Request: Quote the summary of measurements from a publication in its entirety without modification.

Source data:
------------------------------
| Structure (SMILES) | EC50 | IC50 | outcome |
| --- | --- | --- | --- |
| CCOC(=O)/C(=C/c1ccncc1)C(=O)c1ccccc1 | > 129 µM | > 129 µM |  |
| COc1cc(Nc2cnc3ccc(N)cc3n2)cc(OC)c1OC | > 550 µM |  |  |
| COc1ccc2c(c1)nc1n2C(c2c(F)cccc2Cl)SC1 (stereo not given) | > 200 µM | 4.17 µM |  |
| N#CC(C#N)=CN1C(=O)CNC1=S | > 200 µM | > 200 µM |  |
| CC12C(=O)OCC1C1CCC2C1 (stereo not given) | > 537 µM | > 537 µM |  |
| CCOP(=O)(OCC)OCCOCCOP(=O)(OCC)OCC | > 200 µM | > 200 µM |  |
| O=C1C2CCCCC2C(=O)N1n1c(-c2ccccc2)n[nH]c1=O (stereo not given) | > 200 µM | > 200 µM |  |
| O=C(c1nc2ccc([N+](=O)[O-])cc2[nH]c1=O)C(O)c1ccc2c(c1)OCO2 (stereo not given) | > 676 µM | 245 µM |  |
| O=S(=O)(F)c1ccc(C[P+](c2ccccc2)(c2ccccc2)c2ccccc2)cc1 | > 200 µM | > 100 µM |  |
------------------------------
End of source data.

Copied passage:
| Structure (SMILES) | EC50 | IC50 | outcome |
| --- | --- | --- | --- |
| CCOC(=O)/C(=C/c1ccncc1)C(=O)c1ccccc1 | > 129 µM | > 129 µM |  |
| COc1cc(Nc2cnc3ccc(N)cc3n2)cc(OC)c1OC | > 550 µM |  |  |
| COc1ccc2c(c1)nc1n2C(c2c(F)cccc2Cl)SC1 (stereo not given) | > 200 µM | 4.17 µM |  |
| N#CC(C#N)=CN1C(=O)CNC1=S | > 200 µM | > 200 µM |  |
| CC12C(=O)OCC1C1CCC2C1 (stereo not given) | > 537 µM | > 537 µM |  |
| CCOP(=O)(OCC)OCCOCCOP(=O)(OCC)OCC | > 200 µM | > 200 µM |  |
| O=C1C2CCCCC2C(=O)N1n1c(-c2ccccc2)n[nH]c1=O (stereo not given) | > 200 µM | > 200 µM |  |
| O=C(c1nc2ccc([N+](=O)[O-])cc2[nH]c1=O)C(O)c1ccc2c(c1)OCO2 (stereo not given) | > 676 µM | 245 µM |  |
| O=S(=O)(F)c1ccc(C[P+](c2ccccc2)(c2ccccc2)c2ccccc2)cc1 | > 200 µM | > 100 µM |  |